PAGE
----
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I recently found a dead laptop battery and disassembled it, found 6 batteries of CGR18650. So when I checked with them my multimeter, they had quite bit of voltage. So I decided to charge them, since I didn't want to spend money for a charger, I decided to make one. found This, I made it and now I'm able to charge my batteries. I'm watching charging current using my multimeter. So I found LM339N voltage comparator IC inside a broken power-supply and the IC is working.

Here's the sketch of charging circuit, enter image description here

So how do I modify my charging circuit with LM339N, I'm not an expert in electronics. So my knowledge is limited. Since I don't want my multimeter to be connected with the battery to measure current, I want to make some led bulbs glow when the charging is completed.

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You do not use the voltage of a charging lithium battery to see if it is fully charged, instead you detect when the charging current has dropped low. The voltage shoots up quickly when charging so when the voltage is high then the battery is nowhere near fully charged. You MUST limit the charging voltage to 4.20V or a little less (3.73V is much too low) and limit the charging current to avoid an explosion.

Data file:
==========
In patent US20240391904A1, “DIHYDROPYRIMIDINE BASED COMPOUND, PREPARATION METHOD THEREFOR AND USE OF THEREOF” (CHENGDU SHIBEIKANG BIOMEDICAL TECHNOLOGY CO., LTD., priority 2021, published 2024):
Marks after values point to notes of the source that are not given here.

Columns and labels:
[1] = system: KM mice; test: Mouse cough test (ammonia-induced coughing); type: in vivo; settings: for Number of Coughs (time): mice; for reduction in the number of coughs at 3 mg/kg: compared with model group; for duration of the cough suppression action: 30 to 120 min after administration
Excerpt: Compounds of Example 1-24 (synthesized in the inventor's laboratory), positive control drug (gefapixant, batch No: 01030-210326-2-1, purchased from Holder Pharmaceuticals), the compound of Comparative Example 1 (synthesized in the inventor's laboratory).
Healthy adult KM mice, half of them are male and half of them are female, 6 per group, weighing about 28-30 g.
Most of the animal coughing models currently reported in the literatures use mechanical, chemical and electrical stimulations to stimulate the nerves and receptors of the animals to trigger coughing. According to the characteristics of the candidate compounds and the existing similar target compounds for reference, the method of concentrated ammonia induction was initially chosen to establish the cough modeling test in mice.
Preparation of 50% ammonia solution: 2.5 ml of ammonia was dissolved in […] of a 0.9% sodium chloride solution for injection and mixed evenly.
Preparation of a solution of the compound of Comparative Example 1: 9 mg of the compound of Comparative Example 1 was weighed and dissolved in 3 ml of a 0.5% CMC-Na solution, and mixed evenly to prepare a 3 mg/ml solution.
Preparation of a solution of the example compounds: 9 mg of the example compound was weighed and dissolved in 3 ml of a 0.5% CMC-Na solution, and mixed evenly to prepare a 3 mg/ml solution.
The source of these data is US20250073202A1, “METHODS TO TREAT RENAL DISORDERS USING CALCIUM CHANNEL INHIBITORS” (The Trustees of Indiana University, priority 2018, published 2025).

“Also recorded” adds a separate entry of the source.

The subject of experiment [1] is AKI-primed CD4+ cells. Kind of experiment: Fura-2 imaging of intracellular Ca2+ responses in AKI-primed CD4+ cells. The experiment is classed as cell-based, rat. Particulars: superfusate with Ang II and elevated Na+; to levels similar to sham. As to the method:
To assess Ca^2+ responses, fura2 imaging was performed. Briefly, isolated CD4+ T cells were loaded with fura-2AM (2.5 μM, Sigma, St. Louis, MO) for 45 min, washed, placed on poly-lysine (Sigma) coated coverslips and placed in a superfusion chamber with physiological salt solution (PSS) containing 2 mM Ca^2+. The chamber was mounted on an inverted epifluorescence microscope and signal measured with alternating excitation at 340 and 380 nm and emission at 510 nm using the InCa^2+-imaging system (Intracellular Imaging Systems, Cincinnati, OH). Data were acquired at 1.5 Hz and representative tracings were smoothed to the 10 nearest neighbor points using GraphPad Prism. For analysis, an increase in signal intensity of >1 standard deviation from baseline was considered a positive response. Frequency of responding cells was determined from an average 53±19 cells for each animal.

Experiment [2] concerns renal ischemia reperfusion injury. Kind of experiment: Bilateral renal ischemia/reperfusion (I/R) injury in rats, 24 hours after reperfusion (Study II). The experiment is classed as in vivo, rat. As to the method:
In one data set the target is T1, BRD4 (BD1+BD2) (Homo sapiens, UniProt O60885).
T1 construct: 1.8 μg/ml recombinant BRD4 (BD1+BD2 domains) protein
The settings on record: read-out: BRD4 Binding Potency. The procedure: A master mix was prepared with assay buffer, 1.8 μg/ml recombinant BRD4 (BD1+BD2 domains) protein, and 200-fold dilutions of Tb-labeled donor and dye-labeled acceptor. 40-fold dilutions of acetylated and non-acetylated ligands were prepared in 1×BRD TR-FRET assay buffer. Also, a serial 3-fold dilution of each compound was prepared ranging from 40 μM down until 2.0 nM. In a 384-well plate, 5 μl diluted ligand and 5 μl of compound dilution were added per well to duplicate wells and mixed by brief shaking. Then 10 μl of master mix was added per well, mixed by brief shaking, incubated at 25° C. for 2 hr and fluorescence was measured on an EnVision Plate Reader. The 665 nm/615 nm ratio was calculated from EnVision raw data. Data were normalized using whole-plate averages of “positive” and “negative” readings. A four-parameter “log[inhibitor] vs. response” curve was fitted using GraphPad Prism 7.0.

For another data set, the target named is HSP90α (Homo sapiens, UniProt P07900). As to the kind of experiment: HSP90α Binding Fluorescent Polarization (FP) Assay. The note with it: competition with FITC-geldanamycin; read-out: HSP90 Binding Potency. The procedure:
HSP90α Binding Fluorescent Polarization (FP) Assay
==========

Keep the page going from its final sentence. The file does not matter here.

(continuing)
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  • \$\begingroup\$ I see. So I should be monitoring current then? \$\endgroup\$ – Aimkiller Sep 22 '18 at 4:54
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I could achieved this with using a LM358 comparator IC.

using the above circuit I'm able to charge the battery, but the problem was I don't when it fully charges and over-charge. So using LM358 as a comparator, I could solve the problem.

I used a voltage divider using a 5v supply to get a 3.73v. I powered up the above circuit through a relay, so while the battery voltage is below 3.73v the relay will be on. when the battery voltage becomes 3.73v the comparator will turn off the relay and protect the battery from overcharging

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    \$\begingroup\$ Can you please give more explanation. It is nice that you've solved your problem, however, you can improve the answer by adding more information so that if anyone finds this thread can get an informative answer. \$\endgroup\$ – Hazem Jul 1 '18 at 18:27

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